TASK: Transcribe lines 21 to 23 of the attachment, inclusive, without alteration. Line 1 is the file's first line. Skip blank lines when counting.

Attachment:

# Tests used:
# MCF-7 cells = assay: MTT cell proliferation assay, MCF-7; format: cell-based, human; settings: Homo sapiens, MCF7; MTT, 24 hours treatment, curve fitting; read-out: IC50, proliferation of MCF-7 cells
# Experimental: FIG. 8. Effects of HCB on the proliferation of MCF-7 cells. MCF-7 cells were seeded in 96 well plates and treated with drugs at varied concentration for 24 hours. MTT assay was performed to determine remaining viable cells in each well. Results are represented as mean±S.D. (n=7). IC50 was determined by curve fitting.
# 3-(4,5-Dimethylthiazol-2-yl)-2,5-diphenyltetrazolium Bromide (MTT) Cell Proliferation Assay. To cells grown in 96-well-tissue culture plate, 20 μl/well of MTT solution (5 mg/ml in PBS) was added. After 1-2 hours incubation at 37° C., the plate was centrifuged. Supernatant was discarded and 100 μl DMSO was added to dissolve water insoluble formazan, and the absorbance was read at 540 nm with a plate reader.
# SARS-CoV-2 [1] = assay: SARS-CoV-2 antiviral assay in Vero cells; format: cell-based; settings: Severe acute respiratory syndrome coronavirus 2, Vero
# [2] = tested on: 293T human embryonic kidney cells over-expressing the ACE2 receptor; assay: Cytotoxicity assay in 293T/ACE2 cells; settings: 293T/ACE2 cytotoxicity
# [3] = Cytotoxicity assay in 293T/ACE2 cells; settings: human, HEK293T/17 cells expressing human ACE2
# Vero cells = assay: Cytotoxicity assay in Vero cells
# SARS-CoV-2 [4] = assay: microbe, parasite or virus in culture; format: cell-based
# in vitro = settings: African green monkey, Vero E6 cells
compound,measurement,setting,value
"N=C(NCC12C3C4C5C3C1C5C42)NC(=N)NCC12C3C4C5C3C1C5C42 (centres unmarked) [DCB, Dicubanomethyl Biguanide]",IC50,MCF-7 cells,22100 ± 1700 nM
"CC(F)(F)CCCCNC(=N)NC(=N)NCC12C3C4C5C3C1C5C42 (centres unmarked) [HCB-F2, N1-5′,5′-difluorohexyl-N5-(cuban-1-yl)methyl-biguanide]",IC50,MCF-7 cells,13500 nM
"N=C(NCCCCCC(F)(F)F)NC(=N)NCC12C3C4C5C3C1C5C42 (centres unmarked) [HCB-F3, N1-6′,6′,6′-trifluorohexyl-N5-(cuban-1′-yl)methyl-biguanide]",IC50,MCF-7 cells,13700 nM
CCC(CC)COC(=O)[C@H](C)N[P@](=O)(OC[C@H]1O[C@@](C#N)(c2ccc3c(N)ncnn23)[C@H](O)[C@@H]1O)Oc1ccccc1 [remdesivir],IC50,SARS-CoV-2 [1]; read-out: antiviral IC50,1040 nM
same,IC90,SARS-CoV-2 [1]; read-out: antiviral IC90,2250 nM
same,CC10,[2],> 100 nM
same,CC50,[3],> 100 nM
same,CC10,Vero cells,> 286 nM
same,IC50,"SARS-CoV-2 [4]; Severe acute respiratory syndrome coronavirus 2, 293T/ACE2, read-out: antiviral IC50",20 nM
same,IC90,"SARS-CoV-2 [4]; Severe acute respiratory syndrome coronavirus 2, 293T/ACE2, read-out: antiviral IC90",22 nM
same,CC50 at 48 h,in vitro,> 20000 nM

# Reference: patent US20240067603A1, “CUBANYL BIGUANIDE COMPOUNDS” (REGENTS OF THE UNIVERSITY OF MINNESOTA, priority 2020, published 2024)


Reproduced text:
same,IC90,"SARS-CoV-2 [4]; Severe acute respiratory syndrome coronavirus 2, 293T/ACE2, read-out: antiviral IC90",22 nM
same,CC50 at 48 h,in vitro,> 20000 nM

# Reference: patent US20240067603A1, “CUBANYL BIGUANIDE COMPOUNDS” (REGENTS OF THE UNIVERSITY OF MINNESOTA, priority 2020, published 2024)